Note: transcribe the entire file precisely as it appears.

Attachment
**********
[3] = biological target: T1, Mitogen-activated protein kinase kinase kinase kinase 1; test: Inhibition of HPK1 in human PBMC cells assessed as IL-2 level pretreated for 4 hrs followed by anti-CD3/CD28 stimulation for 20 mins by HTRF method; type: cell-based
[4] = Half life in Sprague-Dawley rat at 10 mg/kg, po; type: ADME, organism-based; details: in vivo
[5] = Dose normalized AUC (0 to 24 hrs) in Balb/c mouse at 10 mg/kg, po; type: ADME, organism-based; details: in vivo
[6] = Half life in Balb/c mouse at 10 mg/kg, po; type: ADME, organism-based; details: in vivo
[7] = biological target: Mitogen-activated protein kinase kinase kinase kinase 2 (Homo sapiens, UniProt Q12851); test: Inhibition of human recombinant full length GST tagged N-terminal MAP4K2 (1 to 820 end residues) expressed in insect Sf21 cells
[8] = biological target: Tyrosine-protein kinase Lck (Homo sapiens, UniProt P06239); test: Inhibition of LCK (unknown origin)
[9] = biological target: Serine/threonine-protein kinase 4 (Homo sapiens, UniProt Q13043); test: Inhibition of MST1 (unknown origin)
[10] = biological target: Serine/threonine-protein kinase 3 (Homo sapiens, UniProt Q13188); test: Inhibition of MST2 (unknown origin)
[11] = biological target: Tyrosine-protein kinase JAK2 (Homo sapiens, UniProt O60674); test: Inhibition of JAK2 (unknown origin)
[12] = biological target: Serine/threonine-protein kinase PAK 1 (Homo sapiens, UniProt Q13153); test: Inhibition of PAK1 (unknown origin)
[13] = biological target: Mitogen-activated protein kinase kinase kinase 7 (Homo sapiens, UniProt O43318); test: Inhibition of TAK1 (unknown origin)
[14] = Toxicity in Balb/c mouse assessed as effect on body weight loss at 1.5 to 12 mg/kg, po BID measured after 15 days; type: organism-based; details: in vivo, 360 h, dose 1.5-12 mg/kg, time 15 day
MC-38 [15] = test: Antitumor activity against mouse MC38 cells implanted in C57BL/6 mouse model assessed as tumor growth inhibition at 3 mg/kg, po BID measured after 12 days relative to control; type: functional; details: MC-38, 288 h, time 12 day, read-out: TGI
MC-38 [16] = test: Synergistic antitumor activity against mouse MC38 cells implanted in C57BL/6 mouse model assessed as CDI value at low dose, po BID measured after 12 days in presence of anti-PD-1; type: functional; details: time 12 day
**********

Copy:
[3] = biological target: T1, Mitogen-activated protein kinase kinase kinase kinase 1; test: Inhibition of HPK1 in human PBMC cells assessed as IL-2 level pretreated for 4 hrs followed by anti-CD3/CD28 stimulation for 20 mins by HTRF method; type: cell-based
[4] = Half life in Sprague-Dawley rat at 10 mg/kg, po; type: ADME, organism-based; details: in vivo
[5] = Dose normalized AUC (0 to 24 hrs) in Balb/c mouse at 10 mg/kg, po; type: ADME, organism-based; details: in vivo
[6] = Half life in Balb/c mouse at 10 mg/kg, po; type: ADME, organism-based; details: in vivo
[7] = biological target: Mitogen-activated protein kinase kinase kinase kinase 2 (Homo sapiens, UniProt Q12851); test: Inhibition of human recombinant full length GST tagged N-terminal MAP4K2 (1 to 820 end residues) expressed in insect Sf21 cells
[8] = biological target: Tyrosine-protein kinase Lck (Homo sapiens, UniProt P06239); test: Inhibition of LCK (unknown origin)
[9] = biological target: Serine/threonine-protein kinase 4 (Homo sapiens, UniProt Q13043); test: Inhibition of MST1 (unknown origin)
[10] = biological target: Serine/threonine-protein kinase 3 (Homo sapiens, UniProt Q13188); test: Inhibition of MST2 (unknown origin)
[11] = biological target: Tyrosine-protein kinase JAK2 (Homo sapiens, UniProt O60674); test: Inhibition of JAK2 (unknown origin)
[12] = biological target: Serine/threonine-protein kinase PAK 1 (Homo sapiens, UniProt Q13153); test: Inhibition of PAK1 (unknown origin)
[13] = biological target: Mitogen-activated protein kinase kinase kinase 7 (Homo sapiens, UniProt O43318); test: Inhibition of TAK1 (unknown origin)
[14] = Toxicity in Balb/c mouse assessed as effect on body weight loss at 1.5 to 12 mg/kg, po BID measured after 15 days; type: organism-based; details: in vivo, 360 h, dose 1.5-12 mg/kg, time 15 day
MC-38 [15] = test: Antitumor activity against mouse MC38 cells implanted in C57BL/6 mouse model assessed as tumor growth inhibition at 3 mg/kg, po BID measured after 12 days relative to control; type: functional; details: MC-38, 288 h, time 12 day, read-out: TGI
MC-38 [16] = test: Synergistic antitumor activity against mouse MC38 cells implanted in C57BL/6 mouse model assessed as CDI value at low dose, po BID measured after 12 days in presence of anti-PD-1; type: functional; details: time 12 day